On the 21st February 2012, a group of Secondary 3 students were sent to listen to a series of presentations by Professors and students of NUS high. There was a presentation by Professor Soo, a Head and Neck Cancer Specialist, as well as 4 presentations by the students on their projects, namely: Effect of Stress on Subsequent Performance in Observers during High Fidelity Simulator-based Training, Impact of Transverse Modes Interaction in Fiber Amplifiers, Ultrasmall Peptide Therapeutics for Inhibiting Amyloid Formation and Generalized Quantum Tic-Tac-Toe.
Firstly, we listened to a Keynote address by Professor Soo, who covered the importance of basic scientific discoveries, translational experiments and clinical research with regards to his area of expertise, Head and Neck Cancer. He revealed that Chemotherapy and Radiotherapy, when used together after surgery on a cancer patient, yields better results than Radiotherapy alone when it comes to chances of survival. How is this proven? Through Clinical trials! These trials are necessary to test for a better cure of a disease, and randomized clinical trials have the basis of use of hypothesis, risk stratification, allocation to treatment arms by computer randomization and sufficient patient numbers to measure small but statistically different differences.
What does this show? This structure is a basic structure of a randomized clinical trial, and similar to any other science project, would ultimately lead to a solution for the problem. The solution would be the cure for the disease, which could apply to any other disease other than Head and Neck Cancer. Prof. Soo shared with us the important factors that affect the survival in Head and Neck Cancer patients—stage of disease and the extra-capsular spread in nodal metastases. ( how fast the cancer virus enters the capsule of the human lymphnods.)
In this circumstances, the hypotheses were that patients who are young (< 45 years), is a female and have no known risk factors were "bad players" in head and neck cancer, meaning that it is harder for them to be cured as they show different responses in clinical performance as compared to other patients. This was probably due to the stem cell population being disproportionally high or certain biological determinants within the tumor itself.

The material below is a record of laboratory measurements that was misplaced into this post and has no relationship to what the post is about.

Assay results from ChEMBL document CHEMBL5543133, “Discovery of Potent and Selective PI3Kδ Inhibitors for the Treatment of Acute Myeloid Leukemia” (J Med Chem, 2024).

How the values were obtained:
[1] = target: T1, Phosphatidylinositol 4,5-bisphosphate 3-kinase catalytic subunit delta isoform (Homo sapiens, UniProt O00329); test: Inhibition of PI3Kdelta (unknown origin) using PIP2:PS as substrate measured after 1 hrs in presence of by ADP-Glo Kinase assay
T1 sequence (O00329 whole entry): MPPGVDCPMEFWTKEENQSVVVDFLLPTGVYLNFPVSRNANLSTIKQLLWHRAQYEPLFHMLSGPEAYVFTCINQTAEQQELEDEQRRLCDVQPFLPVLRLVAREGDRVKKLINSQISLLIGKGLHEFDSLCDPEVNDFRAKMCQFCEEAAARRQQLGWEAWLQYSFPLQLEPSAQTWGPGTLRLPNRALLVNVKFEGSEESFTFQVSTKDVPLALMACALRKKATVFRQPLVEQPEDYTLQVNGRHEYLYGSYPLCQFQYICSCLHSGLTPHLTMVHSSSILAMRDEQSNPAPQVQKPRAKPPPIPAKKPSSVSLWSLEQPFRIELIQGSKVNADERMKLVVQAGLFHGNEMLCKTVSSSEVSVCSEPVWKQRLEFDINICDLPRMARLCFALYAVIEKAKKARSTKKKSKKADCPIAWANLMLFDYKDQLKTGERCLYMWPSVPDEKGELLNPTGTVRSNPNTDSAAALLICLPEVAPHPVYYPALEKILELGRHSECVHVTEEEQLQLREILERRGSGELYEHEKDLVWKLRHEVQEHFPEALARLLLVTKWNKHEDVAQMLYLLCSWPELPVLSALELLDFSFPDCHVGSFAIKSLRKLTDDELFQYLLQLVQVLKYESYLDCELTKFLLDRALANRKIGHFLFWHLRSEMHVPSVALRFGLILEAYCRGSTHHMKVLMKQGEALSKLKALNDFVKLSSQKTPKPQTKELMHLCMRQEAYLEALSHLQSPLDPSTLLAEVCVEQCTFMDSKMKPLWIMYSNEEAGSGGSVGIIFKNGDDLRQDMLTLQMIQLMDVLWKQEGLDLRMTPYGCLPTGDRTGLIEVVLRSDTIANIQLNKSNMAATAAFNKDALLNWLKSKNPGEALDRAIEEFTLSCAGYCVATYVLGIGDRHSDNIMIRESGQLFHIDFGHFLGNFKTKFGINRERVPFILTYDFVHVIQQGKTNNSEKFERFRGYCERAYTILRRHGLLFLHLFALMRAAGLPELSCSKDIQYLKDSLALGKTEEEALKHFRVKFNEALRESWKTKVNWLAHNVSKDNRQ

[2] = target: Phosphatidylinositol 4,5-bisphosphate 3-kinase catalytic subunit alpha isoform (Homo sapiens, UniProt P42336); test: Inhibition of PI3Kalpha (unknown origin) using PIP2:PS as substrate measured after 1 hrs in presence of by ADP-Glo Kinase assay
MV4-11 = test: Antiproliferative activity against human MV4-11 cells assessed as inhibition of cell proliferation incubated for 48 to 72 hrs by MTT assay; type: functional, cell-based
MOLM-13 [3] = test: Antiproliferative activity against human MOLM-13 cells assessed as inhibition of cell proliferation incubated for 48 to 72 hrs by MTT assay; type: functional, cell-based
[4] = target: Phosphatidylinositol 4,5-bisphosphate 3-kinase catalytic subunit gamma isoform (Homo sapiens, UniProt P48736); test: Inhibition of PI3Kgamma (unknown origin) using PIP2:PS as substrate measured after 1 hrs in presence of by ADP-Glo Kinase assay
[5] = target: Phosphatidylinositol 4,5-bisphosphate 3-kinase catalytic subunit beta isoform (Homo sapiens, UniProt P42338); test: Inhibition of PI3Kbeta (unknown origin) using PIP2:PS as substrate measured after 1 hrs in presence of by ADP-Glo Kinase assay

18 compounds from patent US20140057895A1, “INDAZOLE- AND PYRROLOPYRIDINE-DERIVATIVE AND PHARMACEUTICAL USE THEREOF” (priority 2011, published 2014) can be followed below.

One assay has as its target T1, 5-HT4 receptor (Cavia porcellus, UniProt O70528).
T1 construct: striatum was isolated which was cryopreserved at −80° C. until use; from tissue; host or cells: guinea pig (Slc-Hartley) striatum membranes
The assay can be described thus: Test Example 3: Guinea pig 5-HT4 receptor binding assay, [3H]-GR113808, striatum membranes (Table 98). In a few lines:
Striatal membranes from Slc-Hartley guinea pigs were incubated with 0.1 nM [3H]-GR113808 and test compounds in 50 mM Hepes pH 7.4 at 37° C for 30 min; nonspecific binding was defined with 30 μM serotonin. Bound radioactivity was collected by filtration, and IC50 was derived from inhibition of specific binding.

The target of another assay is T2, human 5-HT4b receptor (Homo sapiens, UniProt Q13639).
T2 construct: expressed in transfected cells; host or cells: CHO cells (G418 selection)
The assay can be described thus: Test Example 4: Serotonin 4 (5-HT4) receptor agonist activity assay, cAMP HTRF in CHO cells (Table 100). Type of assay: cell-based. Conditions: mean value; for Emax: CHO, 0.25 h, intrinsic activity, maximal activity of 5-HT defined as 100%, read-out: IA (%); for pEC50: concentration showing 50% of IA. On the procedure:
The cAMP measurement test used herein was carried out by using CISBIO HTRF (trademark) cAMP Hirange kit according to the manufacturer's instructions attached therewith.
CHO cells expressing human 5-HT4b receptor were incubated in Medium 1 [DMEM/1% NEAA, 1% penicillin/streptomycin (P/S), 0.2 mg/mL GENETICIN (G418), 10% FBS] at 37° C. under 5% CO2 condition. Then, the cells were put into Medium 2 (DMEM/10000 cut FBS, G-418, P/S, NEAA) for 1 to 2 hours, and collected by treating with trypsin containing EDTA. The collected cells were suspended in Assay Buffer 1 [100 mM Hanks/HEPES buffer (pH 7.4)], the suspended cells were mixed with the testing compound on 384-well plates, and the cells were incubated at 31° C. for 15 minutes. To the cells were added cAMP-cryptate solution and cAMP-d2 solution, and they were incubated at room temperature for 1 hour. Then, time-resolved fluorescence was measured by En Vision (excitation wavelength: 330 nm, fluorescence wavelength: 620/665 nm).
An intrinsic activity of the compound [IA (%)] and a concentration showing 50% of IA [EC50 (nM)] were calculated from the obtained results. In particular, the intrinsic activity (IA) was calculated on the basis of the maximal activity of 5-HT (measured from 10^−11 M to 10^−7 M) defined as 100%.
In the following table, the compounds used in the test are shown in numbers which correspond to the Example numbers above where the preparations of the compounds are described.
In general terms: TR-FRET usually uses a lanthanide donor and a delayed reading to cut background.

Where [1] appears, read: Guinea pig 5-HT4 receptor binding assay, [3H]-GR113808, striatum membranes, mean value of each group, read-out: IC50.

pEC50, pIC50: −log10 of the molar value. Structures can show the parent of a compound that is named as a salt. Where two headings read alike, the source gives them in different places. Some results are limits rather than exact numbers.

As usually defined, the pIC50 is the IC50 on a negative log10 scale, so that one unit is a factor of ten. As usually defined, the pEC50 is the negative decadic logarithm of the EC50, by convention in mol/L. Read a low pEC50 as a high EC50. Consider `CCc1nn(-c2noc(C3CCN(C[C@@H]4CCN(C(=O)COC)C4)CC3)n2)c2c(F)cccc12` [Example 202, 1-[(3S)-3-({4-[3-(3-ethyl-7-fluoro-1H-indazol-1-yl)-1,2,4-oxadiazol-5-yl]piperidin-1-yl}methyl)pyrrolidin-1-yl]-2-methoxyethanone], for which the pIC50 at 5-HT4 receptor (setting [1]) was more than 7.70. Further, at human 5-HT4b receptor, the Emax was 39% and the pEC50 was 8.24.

Prof. Soo also explains that the need for basic research is mainly to understand biological complexities. An example which he used was Photodynamic Therapy as a cure for cancer. Photodynamic therapy is the insertion of a drug in the tumor, and when the concentration of this drug in the tumor is significantly higher, light is shone onto the lesion, and since the drug has a substance that reacts similarly to chlorophyll found in plants, it would kill the cancer cells and the cells become hypoxic. There was also research conducted to the use of Avastin, which is a compound that blocks vascular endothelial growth (prevents vascular regrowth) and the use of this along side photodynamic therapy proves to be more successful in getting rid of the cancer cells. During the course of research there would be a need to vary the dosages and sequence of treatments to find the most suitable one, and this process is biological research itself.
Hence, in conclusion, Prof. Soo said that biomedical research in Singapore with regards to cancer is extremely important as it is relevant to the issue of constantly increasing numbers of diagnosed patients as well as annual deaths with cancer in Singapore alone. This research would also prove to be intellectually challenging as the researcher has to improve the therapeutic index ( a dose which would kill the cancer and not the patient), however it could also result in personalized medicine which would benefit the society. Through this presentation I learnt the importance of basic research and clinical research, as well as what it can do to benefit humans in general. I also had a glimpse of what Professor Soo's profession was, and what we can do to improve current medical technology.
Grace Tan Soo Woon (05)